Enemy of boredom; friend of your story
When we designed our logo last year I wanted it to express three important things about our philosophy of communication.
First, it uses the figure of a hunter, painted on a cave wall about 4000 B.C.
In the original the hunter is carrying a bow but since he’s looking backward it’s hard to say whether he was charging his prey or running away from it. We dropped the bow because I am interested in the hunter, not his technology. The hunter is at once a story, and a storyteller. He is living the story, and telling it. He paints his story on the cave wall, and is shown leaving the cave to continue the hunt. Perhaps in the next frame he triumphed over a mammoth. Perhaps in the next reel he was stampeded by 1000 elephants, or fell asleep on a log and dreamt he was a crocodile. Maybe he mastered arrowheads at Holocene High, and became the inventor of hollow tips, or smoked the arrows without inhaling. Or fell in love with a woman who started a cave furnishings store called Wall-Mart. We simply don’t know. But we care, because he’s a human, and therefore his story, every story, is quite interesting.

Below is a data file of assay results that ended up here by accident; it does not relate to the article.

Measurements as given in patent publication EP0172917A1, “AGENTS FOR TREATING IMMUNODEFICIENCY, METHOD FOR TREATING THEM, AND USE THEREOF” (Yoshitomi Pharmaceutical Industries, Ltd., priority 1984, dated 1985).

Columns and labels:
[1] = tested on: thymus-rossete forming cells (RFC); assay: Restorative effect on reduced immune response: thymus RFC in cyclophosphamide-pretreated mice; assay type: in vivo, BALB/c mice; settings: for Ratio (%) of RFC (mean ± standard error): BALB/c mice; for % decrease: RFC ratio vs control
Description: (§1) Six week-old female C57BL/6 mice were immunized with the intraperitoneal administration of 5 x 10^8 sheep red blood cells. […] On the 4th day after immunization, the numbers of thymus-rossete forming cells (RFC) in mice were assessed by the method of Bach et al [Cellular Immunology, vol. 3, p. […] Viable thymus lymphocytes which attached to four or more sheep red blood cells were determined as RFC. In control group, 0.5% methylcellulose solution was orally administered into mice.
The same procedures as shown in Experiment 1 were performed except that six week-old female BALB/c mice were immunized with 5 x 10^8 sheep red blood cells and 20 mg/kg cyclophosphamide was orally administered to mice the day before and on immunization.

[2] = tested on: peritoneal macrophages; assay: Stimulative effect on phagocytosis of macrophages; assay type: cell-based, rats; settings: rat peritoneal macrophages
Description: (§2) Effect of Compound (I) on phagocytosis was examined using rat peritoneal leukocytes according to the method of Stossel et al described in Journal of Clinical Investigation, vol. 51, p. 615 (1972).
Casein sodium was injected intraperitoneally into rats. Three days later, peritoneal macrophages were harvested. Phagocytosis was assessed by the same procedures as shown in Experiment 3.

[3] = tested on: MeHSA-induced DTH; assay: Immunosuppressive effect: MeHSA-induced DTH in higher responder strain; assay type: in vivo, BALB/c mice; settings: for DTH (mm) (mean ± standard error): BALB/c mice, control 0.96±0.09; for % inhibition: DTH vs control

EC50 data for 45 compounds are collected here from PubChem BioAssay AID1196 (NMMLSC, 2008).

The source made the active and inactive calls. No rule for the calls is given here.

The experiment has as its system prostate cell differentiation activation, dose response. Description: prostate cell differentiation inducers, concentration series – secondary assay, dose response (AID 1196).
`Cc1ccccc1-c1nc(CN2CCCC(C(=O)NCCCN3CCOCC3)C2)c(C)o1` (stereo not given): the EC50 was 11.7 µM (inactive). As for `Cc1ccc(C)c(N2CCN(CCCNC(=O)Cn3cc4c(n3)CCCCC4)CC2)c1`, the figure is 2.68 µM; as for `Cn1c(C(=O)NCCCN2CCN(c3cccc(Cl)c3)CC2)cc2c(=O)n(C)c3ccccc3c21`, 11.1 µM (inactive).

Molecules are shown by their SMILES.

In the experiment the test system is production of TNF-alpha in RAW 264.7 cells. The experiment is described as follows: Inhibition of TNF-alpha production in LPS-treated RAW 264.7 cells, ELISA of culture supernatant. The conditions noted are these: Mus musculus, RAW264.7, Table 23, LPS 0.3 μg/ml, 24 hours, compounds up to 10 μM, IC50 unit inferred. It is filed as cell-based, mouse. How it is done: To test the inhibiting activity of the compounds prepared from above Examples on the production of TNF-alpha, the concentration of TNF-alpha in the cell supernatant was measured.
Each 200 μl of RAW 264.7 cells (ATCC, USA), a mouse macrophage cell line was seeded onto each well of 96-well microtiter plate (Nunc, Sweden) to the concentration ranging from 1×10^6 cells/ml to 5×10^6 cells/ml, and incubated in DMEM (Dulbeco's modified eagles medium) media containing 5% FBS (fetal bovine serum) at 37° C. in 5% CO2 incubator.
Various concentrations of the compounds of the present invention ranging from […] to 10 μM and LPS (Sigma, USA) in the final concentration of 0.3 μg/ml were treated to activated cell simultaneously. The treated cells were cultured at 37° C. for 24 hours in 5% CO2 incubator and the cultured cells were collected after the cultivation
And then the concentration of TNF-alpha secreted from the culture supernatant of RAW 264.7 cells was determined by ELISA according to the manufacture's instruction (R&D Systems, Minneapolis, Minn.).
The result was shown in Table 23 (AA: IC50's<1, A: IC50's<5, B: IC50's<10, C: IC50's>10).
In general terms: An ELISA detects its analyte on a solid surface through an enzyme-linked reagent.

The second value we hold as communicators
is the notion that we too must be hunters. Participants in the dialog and the chase, the quest and the questions.
To do that job well, we have to stalk, surprise, and overcome the forces of boredom that are constantly trying to make your story appear normal, banal, and irritatingly trivial. But the tools we use to dispatch this prey are carefully chosen. We do not, as a rule, use landslides of effects or bombs of bombast to shock our way into the audience’s mind, as though we were invading through the backs of their eyeballs.
Nor do we tickle the sex switch to gain access through the back of the brain stem. The only authentic, ethical way to defeat boredom is to attract the interest of the viewer through shared values. Important activities. Compelling narratives. The real power is in your story. By showing respect, engaging in dialog, reflecting an interest in the audience, displaying a sensitivity for what the watcher feels, the audience freely chooses to pay attention. They pay you the compliment of spending their time and listening to your story.